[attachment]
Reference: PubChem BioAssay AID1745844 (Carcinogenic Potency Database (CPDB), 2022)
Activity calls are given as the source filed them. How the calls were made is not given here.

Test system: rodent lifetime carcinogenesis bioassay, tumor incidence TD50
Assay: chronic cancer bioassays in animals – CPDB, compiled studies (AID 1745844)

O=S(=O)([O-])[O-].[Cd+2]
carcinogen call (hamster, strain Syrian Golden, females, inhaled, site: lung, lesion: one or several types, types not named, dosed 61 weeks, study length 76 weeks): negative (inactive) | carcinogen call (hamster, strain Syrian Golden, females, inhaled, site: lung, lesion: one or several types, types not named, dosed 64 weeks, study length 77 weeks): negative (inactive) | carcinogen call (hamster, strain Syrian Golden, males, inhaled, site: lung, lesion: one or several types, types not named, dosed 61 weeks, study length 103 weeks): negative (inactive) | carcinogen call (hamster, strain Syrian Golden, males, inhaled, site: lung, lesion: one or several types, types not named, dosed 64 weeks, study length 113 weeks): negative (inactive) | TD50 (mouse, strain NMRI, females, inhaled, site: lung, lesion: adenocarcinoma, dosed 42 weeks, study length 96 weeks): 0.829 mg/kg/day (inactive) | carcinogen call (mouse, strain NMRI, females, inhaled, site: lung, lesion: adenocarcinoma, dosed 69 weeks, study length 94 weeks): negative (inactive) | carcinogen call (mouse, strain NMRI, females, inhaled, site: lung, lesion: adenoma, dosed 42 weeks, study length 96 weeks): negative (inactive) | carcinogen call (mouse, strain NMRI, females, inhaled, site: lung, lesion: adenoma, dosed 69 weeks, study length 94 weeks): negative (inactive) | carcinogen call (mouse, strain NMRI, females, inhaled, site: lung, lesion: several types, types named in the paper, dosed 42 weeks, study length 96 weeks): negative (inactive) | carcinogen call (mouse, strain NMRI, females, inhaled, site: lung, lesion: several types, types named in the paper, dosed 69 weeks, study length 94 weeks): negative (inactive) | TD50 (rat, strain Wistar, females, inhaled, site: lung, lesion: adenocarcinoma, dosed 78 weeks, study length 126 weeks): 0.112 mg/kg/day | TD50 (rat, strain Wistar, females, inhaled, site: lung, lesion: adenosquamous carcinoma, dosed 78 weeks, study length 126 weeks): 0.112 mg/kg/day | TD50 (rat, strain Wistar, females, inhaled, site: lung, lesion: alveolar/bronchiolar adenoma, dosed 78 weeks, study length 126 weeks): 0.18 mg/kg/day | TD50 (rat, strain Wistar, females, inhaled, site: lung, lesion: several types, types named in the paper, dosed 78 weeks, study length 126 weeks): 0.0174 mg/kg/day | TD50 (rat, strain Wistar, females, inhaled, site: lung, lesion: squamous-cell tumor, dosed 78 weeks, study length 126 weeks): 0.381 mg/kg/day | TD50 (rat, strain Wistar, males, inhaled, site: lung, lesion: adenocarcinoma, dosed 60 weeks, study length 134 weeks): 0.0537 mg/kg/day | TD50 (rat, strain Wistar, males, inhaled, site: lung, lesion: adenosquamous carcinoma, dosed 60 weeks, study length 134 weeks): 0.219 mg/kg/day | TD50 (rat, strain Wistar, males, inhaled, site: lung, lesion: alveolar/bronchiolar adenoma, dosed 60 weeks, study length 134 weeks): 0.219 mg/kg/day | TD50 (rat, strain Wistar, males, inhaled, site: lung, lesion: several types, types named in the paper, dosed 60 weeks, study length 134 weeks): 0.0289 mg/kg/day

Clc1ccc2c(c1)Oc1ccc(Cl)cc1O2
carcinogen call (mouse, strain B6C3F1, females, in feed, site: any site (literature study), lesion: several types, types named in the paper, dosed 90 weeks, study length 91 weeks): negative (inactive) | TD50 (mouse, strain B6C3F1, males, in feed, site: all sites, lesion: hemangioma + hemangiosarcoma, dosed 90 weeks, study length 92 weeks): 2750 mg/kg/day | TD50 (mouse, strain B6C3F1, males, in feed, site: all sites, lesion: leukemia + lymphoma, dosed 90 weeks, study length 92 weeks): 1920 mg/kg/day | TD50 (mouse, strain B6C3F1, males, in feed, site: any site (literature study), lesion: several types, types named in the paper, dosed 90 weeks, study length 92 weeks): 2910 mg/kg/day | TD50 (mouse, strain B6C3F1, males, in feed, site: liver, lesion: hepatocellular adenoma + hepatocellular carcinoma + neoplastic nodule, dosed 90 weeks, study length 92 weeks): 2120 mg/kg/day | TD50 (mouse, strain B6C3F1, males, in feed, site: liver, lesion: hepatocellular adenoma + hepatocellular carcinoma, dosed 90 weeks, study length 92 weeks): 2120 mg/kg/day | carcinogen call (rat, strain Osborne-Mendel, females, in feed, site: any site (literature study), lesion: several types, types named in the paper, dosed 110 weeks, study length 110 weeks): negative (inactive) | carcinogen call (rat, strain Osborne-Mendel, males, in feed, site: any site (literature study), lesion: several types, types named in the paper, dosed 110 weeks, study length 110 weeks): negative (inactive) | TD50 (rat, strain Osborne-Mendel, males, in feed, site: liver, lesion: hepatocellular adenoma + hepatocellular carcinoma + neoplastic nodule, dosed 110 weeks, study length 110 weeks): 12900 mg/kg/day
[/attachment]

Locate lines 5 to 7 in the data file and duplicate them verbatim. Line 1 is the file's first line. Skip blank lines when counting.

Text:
O=S(=O)([O-])[O-].[Cd+2]
carcinogen call (hamster, strain Syrian Golden, females, inhaled, site: lung, lesion: one or several types, types not named, dosed 61 weeks, study length 76 weeks): negative (inactive) | carcinogen call (hamster, strain Syrian Golden, females, inhaled, site: lung, lesion: one or several types, types not named, dosed 64 weeks, study length 77 weeks): negative (inactive) | carcinogen call (hamster, strain Syrian Golden, males, inhaled, site: lung, lesion: one or several types, types not named, dosed 61 weeks, study length 103 weeks): negative (inactive) | carcinogen call (hamster, strain Syrian Golden, males, inhaled, site: lung, lesion: one or several types, types not named, dosed 64 weeks, study length 113 weeks): negative (inactive) | TD50 (mouse, strain NMRI, females, inhaled, site: lung, lesion: adenocarcinoma, dosed 42 weeks, study length 96 weeks): 0.829 mg/kg/day (inactive) | carcinogen call (mouse, strain NMRI, females, inhaled, site: lung, lesion: adenocarcinoma, dosed 69 weeks, study length 94 weeks): negative (inactive) | carcinogen call (mouse, strain NMRI, females, inhaled, site: lung, lesion: adenoma, dosed 42 weeks, study length 96 weeks): negative (inactive) | carcinogen call (mouse, strain NMRI, females, inhaled, site: lung, lesion: adenoma, dosed 69 weeks, study length 94 weeks): negative (inactive) | carcinogen call (mouse, strain NMRI, females, inhaled, site: lung, lesion: several types, types named in the paper, dosed 42 weeks, study length 96 weeks): negative (inactive) | carcinogen call (mouse, strain NMRI, females, inhaled, site: lung, lesion: several types, types named in the paper, dosed 69 weeks, study length 94 weeks): negative (inactive) | TD50 (rat, strain Wistar, females, inhaled, site: lung, lesion: adenocarcinoma, dosed 78 weeks, study length 126 weeks): 0.112 mg/kg/day | TD50 (rat, strain Wistar, females, inhaled, site: lung, lesion: adenosquamous carcinoma, dosed 78 weeks, study length 126 weeks): 0.112 mg/kg/day | TD50 (rat, strain Wistar, females, inhaled, site: lung, lesion: alveolar/bronchiolar adenoma, dosed 78 weeks, study length 126 weeks): 0.18 mg/kg/day | TD50 (rat, strain Wistar, females, inhaled, site: lung, lesion: several types, types named in the paper, dosed 78 weeks, study length 126 weeks): 0.0174 mg/kg/day | TD50 (rat, strain Wistar, females, inhaled, site: lung, lesion: squamous-cell tumor, dosed 78 weeks, study length 126 weeks): 0.381 mg/kg/day | TD50 (rat, strain Wistar, males, inhaled, site: lung, lesion: adenocarcinoma, dosed 60 weeks, study length 134 weeks): 0.0537 mg/kg/day | TD50 (rat, strain Wistar, males, inhaled, site: lung, lesion: adenosquamous carcinoma, dosed 60 weeks, study length 134 weeks): 0.219 mg/kg/day | TD50 (rat, strain Wistar, males, inhaled, site: lung, lesion: alveolar/bronchiolar adenoma, dosed 60 weeks, study length 134 weeks): 0.219 mg/kg/day | TD50 (rat, strain Wistar, males, inhaled, site: lung, lesion: several types, types named in the paper, dosed 60 weeks, study length 134 weeks): 0.0289 mg/kg/day

Clc1ccc2c(c1)Oc1ccc(Cl)cc1O2